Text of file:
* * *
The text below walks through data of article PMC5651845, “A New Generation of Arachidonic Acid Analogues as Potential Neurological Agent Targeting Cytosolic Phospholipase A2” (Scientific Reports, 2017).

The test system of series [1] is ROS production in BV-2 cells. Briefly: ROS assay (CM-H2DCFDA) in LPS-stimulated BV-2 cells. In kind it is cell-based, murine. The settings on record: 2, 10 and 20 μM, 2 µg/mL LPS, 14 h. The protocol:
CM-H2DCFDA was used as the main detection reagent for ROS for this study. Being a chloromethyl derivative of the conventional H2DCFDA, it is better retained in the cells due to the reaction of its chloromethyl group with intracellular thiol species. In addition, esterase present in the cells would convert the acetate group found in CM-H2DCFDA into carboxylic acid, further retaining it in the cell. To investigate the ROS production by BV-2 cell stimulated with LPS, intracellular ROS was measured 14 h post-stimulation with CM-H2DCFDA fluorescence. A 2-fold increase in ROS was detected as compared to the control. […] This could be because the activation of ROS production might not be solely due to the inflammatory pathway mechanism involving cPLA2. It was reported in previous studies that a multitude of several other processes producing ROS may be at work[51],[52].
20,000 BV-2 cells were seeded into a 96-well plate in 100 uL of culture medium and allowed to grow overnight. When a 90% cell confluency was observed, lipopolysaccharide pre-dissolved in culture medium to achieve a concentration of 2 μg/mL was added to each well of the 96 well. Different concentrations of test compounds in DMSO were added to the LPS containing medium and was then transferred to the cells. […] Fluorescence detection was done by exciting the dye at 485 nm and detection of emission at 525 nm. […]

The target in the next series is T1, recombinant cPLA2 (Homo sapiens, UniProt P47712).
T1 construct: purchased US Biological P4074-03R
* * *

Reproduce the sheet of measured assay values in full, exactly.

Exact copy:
The text below walks through data of article PMC5651845, “A New Generation of Arachidonic Acid Analogues as Potential Neurological Agent Targeting Cytosolic Phospholipase A2” (Scientific Reports, 2017).

The test system of series [1] is ROS production in BV-2 cells. Briefly: ROS assay (CM-H2DCFDA) in LPS-stimulated BV-2 cells. In kind it is cell-based, murine. The settings on record: 2, 10 and 20 μM, 2 µg/mL LPS, 14 h. The protocol:
CM-H2DCFDA was used as the main detection reagent for ROS for this study. Being a chloromethyl derivative of the conventional H2DCFDA, it is better retained in the cells due to the reaction of its chloromethyl group with intracellular thiol species. In addition, esterase present in the cells would convert the acetate group found in CM-H2DCFDA into carboxylic acid, further retaining it in the cell. To investigate the ROS production by BV-2 cell stimulated with LPS, intracellular ROS was measured 14 h post-stimulation with CM-H2DCFDA fluorescence. A 2-fold increase in ROS was detected as compared to the control. […] This could be because the activation of ROS production might not be solely due to the inflammatory pathway mechanism involving cPLA2. It was reported in previous studies that a multitude of several other processes producing ROS may be at work[51],[52].
20,000 BV-2 cells were seeded into a 96-well plate in 100 uL of culture medium and allowed to grow overnight. When a 90% cell confluency was observed, lipopolysaccharide pre-dissolved in culture medium to achieve a concentration of 2 μg/mL was added to each well of the 96 well. Different concentrations of test compounds in DMSO were added to the LPS containing medium and was then transferred to the cells. […] Fluorescence detection was done by exciting the dye at 485 nm and detection of emission at 525 nm. […]

The target in the next series is T1, recombinant cPLA2 (Homo sapiens, UniProt P47712).
T1 construct: purchased US Biological P4074-03R